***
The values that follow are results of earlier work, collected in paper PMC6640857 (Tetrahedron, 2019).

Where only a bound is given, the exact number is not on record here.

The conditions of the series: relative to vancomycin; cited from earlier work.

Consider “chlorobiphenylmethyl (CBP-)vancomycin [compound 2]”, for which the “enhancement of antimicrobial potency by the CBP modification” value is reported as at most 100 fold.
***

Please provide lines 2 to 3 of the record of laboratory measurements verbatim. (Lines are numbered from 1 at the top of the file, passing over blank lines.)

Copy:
Where only a bound is given, the exact number is not on record here.

The conditions of the series: relative to vancomycin; cited from earlier work.